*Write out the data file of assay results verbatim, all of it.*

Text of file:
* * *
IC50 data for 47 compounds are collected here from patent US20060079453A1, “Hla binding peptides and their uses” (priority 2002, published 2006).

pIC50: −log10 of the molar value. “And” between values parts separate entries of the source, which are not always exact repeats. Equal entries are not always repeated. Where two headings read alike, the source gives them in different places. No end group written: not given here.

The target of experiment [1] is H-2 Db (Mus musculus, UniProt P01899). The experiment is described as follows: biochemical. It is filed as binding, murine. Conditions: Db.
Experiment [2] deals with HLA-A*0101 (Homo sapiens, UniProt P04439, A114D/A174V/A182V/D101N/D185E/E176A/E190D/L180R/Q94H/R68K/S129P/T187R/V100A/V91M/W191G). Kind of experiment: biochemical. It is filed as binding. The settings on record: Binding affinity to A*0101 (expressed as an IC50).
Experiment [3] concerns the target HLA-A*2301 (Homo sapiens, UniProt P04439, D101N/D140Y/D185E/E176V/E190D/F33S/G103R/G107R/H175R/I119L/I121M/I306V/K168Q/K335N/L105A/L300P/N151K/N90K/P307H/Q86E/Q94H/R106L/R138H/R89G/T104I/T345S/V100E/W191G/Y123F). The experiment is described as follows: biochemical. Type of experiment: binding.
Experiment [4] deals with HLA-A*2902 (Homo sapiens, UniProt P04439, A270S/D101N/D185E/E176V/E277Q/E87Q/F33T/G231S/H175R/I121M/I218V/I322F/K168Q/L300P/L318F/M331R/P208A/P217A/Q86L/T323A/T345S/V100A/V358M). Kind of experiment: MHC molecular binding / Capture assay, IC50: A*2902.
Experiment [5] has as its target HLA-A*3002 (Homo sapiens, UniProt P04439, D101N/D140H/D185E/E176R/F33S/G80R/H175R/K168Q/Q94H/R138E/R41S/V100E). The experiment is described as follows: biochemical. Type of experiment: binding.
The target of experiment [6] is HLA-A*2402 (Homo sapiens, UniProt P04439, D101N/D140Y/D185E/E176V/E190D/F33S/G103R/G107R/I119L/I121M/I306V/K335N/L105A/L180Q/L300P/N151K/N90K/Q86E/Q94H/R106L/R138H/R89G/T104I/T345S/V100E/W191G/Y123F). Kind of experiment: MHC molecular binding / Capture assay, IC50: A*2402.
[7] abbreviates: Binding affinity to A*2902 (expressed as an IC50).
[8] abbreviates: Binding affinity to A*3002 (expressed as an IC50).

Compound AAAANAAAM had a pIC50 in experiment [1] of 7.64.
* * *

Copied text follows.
IC50 data for 47 compounds are collected here from patent US20060079453A1, “Hla binding peptides and their uses” (priority 2002, published 2006).

pIC50: −log10 of the molar value. “And” between values parts separate entries of the source, which are not always exact repeats. Equal entries are not always repeated. Where two headings read alike, the source gives them in different places. No end group written: not given here.

The target of experiment [1] is H-2 Db (Mus musculus, UniProt P01899). The experiment is described as follows: biochemical. It is filed as binding, murine. Conditions: Db.
Experiment [2] deals with HLA-A*0101 (Homo sapiens, UniProt P04439, A114D/A174V/A182V/D101N/D185E/E176A/E190D/L180R/Q94H/R68K/S129P/T187R/V100A/V91M/W191G). Kind of experiment: biochemical. It is filed as binding. The settings on record: Binding affinity to A*0101 (expressed as an IC50).
Experiment [3] concerns the target HLA-A*2301 (Homo sapiens, UniProt P04439, D101N/D140Y/D185E/E176V/E190D/F33S/G103R/G107R/H175R/I119L/I121M/I306V/K168Q/K335N/L105A/L300P/N151K/N90K/P307H/Q86E/Q94H/R106L/R138H/R89G/T104I/T345S/V100E/W191G/Y123F). The experiment is described as follows: biochemical. Type of experiment: binding.
Experiment [4] deals with HLA-A*2902 (Homo sapiens, UniProt P04439, A270S/D101N/D185E/E176V/E277Q/E87Q/F33T/G231S/H175R/I121M/I218V/I322F/K168Q/L300P/L318F/M331R/P208A/P217A/Q86L/T323A/T345S/V100A/V358M). Kind of experiment: MHC molecular binding / Capture assay, IC50: A*2902.
Experiment [5] has as its target HLA-A*3002 (Homo sapiens, UniProt P04439, D101N/D140H/D185E/E176R/F33S/G80R/H175R/K168Q/Q94H/R138E/R41S/V100E). The experiment is described as follows: biochemical. Type of experiment: binding.
The target of experiment [6] is HLA-A*2402 (Homo sapiens, UniProt P04439, D101N/D140Y/D185E/E176V/E190D/F33S/G103R/G107R/I119L/I121M/I306V/K335N/L105A/L180Q/L300P/N151K/N90K/Q86E/Q94H/R106L/R138H/R89G/T104I/T345S/V100E/W191G/Y123F). Kind of experiment: MHC molecular binding / Capture assay, IC50: A*2402.
[7] abbreviates: Binding affinity to A*2902 (expressed as an IC50).
[8] abbreviates: Binding affinity to A*3002 (expressed as an IC50).

Compound AAAANAAAM had a pIC50 in experiment [1] of 7.64.